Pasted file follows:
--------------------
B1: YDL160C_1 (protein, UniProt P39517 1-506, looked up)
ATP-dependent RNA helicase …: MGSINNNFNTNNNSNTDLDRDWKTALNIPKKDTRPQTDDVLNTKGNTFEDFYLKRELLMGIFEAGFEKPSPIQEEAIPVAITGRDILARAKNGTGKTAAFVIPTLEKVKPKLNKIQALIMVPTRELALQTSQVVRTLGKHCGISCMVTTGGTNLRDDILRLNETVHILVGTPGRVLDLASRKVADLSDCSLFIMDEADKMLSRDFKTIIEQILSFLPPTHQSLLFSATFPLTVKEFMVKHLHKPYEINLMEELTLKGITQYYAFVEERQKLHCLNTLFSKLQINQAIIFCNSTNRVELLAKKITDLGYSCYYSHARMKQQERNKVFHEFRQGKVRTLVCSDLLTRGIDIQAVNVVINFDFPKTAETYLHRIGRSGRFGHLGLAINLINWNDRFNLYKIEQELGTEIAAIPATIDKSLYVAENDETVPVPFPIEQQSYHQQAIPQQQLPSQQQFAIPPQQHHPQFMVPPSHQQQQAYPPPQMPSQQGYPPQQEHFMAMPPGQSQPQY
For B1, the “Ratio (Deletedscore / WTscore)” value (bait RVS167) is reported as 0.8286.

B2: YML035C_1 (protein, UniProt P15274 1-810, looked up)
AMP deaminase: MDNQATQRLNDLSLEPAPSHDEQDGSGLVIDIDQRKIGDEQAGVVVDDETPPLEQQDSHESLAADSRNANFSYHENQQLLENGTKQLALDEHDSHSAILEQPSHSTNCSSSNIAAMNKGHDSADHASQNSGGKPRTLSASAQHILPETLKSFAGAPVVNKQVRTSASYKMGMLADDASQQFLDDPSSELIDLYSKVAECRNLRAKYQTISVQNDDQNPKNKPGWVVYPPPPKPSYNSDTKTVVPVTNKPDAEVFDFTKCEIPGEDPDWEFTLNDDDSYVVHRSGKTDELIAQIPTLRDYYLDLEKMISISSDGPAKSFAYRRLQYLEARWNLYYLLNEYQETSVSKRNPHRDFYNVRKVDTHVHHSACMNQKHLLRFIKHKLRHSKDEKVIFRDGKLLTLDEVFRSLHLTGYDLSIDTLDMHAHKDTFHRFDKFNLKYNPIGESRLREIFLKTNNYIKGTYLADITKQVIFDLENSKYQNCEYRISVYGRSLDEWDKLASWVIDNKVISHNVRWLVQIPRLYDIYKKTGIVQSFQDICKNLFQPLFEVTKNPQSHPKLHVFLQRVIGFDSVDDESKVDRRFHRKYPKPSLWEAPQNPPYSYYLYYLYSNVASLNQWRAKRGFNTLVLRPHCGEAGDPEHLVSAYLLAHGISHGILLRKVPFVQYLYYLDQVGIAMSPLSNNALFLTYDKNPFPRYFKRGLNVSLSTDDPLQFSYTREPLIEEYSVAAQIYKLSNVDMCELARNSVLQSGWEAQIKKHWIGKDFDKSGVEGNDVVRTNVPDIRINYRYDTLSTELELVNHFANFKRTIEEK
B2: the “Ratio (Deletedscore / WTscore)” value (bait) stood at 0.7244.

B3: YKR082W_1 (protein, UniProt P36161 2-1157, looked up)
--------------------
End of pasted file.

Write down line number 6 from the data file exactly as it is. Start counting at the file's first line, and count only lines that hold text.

B2: the “Ratio (Deletedscore / WTscore)” value (bait) stood at 0.7244.